There was a time when I believed that righteous superiority was a valid position to hold. Now, I realize that it is nothing more than a symptom of the same disease that forms every other type of elitism that has plagued our world for millennia. Life is full of complexity. It does not exist in a binary. No one is all good or all bad. There are nuances in everything and everyone. This doesn’t mean that there aren’t problems to be solved, or problematic behaviors and beliefs to be addressed. There are many beliefs and associated behaviors that are deeply problematic for humanity at this time. Yet, I realize that those problems will not be solved with the same mindset that created them, which is the mindset that supports all forms of superiority and otherness.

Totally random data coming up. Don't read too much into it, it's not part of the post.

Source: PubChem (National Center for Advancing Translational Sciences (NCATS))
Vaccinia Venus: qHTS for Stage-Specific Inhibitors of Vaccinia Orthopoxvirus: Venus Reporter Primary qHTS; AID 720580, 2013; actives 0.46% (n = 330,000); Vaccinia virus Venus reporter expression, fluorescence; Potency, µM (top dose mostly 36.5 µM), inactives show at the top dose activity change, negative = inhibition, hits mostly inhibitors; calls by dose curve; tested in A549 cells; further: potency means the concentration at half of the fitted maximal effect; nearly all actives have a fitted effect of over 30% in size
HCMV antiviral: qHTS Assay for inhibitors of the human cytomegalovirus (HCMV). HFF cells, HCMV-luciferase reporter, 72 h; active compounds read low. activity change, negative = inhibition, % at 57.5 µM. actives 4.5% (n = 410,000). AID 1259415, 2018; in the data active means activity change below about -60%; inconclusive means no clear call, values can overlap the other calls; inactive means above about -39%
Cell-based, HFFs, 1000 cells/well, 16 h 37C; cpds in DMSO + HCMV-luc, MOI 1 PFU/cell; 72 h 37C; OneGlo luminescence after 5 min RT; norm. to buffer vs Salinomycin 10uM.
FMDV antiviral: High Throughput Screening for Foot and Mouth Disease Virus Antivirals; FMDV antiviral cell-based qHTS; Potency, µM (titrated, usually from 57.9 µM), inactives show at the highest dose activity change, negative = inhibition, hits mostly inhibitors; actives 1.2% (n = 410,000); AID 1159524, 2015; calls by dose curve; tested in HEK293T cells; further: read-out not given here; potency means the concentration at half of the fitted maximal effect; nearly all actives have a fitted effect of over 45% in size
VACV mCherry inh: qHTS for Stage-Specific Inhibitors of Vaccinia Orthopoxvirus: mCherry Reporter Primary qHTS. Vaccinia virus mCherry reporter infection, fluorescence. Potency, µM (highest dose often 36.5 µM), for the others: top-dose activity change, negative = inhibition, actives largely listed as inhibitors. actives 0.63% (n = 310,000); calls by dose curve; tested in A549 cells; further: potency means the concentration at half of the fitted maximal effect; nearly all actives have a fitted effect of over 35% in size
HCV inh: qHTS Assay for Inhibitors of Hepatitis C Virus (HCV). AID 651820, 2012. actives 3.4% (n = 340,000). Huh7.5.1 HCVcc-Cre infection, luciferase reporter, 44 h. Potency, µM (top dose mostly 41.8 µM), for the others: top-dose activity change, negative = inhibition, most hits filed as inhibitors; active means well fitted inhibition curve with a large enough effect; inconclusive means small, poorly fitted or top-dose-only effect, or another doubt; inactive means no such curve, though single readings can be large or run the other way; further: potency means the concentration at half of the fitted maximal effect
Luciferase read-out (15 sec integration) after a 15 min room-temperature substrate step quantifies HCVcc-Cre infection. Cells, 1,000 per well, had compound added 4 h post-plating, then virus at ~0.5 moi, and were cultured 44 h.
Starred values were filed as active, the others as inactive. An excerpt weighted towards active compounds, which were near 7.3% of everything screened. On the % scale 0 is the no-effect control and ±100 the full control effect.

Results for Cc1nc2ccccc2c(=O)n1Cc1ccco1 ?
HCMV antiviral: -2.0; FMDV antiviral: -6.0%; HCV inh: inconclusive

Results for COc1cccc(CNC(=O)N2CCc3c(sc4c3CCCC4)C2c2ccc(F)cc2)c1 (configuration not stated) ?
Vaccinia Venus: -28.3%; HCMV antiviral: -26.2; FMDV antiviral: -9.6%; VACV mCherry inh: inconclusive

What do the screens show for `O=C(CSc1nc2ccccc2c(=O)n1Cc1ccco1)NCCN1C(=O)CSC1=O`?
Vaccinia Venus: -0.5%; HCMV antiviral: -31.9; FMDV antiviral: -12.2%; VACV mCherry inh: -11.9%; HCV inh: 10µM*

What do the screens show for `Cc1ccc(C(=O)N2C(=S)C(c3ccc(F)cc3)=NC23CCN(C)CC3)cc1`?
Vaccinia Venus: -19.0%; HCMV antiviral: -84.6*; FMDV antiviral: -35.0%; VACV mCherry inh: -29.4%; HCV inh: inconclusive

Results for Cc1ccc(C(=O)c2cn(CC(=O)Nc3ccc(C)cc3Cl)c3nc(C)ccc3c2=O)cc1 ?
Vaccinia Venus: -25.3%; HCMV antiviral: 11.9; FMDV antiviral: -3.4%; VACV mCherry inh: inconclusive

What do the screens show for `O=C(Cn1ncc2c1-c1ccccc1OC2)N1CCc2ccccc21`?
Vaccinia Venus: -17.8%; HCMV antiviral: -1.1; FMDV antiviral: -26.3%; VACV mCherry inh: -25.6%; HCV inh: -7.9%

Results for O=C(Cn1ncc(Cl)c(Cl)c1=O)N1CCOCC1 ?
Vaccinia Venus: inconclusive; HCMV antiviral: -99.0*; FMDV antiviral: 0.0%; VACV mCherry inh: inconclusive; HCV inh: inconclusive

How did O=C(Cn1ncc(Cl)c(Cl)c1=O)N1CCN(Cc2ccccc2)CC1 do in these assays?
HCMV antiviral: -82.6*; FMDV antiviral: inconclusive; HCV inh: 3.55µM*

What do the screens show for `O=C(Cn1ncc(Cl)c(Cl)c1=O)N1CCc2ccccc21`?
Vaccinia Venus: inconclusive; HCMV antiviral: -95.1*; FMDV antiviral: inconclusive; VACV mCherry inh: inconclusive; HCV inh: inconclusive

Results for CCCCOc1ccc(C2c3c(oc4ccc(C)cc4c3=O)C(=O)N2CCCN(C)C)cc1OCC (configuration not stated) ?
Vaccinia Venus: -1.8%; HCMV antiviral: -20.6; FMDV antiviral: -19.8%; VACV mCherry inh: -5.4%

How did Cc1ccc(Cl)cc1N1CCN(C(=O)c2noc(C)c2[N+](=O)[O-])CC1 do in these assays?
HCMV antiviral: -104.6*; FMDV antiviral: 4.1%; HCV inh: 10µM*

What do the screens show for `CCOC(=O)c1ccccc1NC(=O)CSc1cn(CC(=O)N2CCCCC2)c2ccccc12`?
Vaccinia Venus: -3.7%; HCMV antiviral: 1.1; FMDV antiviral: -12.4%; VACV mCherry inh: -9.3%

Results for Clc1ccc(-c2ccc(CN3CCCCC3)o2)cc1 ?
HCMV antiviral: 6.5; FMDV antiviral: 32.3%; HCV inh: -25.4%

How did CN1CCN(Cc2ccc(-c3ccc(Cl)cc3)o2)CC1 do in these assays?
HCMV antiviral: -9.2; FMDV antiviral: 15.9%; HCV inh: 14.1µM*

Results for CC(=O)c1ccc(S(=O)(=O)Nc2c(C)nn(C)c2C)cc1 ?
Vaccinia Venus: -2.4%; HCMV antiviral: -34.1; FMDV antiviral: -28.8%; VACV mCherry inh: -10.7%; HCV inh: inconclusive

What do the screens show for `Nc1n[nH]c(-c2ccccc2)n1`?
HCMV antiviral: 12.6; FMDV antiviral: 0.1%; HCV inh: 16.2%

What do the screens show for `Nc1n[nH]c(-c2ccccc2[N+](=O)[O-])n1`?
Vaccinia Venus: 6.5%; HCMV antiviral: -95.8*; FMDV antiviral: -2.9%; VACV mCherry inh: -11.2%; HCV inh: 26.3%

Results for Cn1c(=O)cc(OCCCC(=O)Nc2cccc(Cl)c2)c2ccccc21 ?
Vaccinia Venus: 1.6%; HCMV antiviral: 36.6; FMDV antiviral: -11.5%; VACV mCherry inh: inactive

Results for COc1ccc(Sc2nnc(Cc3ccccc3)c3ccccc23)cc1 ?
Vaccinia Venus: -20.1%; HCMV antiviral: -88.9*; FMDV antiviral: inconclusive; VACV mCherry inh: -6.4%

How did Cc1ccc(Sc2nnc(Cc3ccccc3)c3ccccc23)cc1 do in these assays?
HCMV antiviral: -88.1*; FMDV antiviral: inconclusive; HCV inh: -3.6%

The way to address the complex issues of our day is with an equally complex understanding of all the nuances that exist within the current paradigm. We have to be willing to recognize that people have differing views, differing ideologies, differing sets of priorities, and differing religious and/or spiritual beliefs, then realize that those beliefs inform and guide their actions as surely as our own beliefs and ideologies inform ours. We have to make space for compassionate awareness of the human condition, realizing that individuals and groups are programmed toward the beliefs that they hold – EVERY SINGLE ONE OF THEM – and that there is a need for a conscious unraveling of the false narratives and rote patterns that are associated with those beliefs. We need to be willing to recognize that the majority of the choices that people make are a direct result of the values that they have been conditioned to uphold, and that those values may be very different than our own. Human beings are communal beings by nature. As a result, we form family and community groups that are aligned with ideologies, affirmations, and acceptance. If our ideology is affirmed and accepted by others we say that we’ve found our family or “tribe” (a topic for another day). We do this because we all have an innate need for belonging, acceptance, and affirmation, and because we feel a sense of safety in numbers whether that safety is real or imagined.